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Stitching the hexes together turned out to be a breeze. The instructions said to use a whip stitch, but I somehow fell into blanket stitch and it seemed to be fine.  I picked up a 20×13 inch pillow stuffer and got to work making my piece large enough to cover the front. I’m going to make the back with strips of the remaining fabric.

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I haven’t decided if I want to fuss around with a zipper yet, or just make a flap. I do plan to line the inside with muslin to make sure no disasters occur while inserting/removing the pillow. Should I do a layer of thin batting for the cover and do a little bit of quilting, too? Decisions, decisions… Also, would anyone be interested in directions for the hexagon pillow? Let me know and I may be able to take the time to create a PDF.      -Marie

 

DIY: Tile Back Splash Part One

I’ve been seeing white subway tiles on Pinterest, and in magazines for ages and I have always loved the clean fresh look of them. While I do rent the flat,  I figured this would be a nice inexpensive way to give the kitchen a little refreshing face lift. After getting the all clear from the landlord I took a trip to Home Depot with my roommate’s contractor girlfriend. (she’s a good person to know if you’re planning on doing a construction project) 🙂  Here’s a photo gallery of the back splash project.  In this episode we removed the hardware, in this case a shelf and electrical outlet cover, and prepped the wall. We sanded it down since it was a painted wall and made sure all the grease and oil that accumulates on kitchen walls was scrubbed off.  We used 12×12 inch sheets of pre-spaced tiles and started putting them up with the mortar.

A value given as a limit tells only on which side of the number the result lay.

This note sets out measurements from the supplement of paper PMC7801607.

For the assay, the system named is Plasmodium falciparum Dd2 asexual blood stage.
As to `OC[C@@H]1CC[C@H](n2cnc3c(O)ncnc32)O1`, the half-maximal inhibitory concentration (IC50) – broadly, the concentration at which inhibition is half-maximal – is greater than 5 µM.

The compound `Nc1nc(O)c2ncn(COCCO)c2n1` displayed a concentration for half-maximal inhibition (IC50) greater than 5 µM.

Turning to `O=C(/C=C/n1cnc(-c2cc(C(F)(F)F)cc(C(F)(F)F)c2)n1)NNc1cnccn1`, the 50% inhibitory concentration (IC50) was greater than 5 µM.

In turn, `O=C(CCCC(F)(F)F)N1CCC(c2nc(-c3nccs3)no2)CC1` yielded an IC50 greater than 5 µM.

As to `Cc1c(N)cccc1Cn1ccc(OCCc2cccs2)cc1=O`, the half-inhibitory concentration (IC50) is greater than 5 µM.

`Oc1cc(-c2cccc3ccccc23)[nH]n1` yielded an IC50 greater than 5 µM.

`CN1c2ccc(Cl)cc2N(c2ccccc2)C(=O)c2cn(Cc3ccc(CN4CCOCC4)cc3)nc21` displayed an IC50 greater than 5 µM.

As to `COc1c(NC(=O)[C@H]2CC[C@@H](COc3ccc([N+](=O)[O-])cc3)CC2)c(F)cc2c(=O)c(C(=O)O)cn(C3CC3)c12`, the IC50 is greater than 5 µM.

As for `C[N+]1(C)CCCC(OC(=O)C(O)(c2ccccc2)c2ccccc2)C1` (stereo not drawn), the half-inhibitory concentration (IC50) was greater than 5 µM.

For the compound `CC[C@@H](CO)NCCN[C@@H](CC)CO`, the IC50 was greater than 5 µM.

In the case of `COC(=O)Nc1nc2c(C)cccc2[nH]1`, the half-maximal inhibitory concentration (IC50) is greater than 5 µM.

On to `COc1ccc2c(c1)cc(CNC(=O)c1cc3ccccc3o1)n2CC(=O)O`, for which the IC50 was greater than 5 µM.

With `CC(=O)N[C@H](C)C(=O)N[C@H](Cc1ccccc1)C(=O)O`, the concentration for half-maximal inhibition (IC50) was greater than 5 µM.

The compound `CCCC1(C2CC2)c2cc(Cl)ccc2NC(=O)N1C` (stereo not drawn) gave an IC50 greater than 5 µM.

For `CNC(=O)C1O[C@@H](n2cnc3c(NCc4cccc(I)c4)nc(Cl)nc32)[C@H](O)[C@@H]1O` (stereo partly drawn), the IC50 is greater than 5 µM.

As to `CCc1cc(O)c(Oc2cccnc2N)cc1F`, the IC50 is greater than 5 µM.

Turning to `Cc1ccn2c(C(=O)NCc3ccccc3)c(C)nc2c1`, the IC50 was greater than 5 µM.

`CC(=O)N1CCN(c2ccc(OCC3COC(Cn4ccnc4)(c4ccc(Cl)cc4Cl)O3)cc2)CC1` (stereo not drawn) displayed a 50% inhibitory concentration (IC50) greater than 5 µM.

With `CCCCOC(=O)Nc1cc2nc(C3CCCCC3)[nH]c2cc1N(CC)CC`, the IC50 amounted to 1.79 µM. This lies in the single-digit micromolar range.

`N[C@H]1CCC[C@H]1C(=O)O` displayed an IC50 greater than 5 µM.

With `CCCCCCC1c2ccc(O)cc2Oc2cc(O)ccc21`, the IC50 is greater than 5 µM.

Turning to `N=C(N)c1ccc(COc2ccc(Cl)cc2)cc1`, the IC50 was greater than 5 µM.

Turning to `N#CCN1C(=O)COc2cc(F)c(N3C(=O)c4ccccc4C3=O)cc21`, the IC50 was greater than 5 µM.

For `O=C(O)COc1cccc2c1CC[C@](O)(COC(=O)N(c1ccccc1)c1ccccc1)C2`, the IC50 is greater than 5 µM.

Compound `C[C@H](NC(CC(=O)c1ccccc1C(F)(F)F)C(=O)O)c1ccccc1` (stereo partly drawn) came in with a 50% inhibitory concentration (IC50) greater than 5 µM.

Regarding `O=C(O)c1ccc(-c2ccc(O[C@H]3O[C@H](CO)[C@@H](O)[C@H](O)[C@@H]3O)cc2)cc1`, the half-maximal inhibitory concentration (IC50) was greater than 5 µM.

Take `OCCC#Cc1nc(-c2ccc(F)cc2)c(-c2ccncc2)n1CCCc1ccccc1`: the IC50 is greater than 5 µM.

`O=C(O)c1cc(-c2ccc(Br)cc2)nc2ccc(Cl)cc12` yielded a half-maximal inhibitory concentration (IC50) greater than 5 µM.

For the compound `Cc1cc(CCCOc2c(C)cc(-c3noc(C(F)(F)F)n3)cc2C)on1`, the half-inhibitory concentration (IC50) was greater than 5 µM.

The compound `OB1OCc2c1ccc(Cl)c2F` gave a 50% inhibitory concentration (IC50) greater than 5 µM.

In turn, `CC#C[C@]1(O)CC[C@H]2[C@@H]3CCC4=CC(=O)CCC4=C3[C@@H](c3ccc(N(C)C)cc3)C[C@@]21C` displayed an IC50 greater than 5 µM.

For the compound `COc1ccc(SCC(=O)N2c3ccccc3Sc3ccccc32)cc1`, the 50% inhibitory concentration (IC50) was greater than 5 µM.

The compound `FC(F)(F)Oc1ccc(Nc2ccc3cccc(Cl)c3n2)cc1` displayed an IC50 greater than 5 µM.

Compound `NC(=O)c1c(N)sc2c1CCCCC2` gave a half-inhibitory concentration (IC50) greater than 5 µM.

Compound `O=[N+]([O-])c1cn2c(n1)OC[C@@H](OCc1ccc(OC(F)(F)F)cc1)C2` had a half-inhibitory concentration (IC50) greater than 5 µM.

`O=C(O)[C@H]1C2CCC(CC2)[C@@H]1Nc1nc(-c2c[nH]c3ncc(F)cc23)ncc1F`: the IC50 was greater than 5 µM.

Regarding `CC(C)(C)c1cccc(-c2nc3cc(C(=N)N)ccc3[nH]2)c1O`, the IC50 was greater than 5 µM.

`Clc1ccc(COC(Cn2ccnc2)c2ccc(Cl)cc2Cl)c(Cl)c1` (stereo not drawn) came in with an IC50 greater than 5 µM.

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Before. Painted white with a faux steel trim (contact paper!)

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Removing the hardware and starting the wall prep. A good scrub and a sanding happened next.

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Applying the mortar and getting the tiles on the wall!

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We’re getting into the corners, time to trim the sheets to fit.

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Only halfway done and I LOVE the way it looks already.
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Added a grey glass decorative edging along the top that matches the dark grey counter top.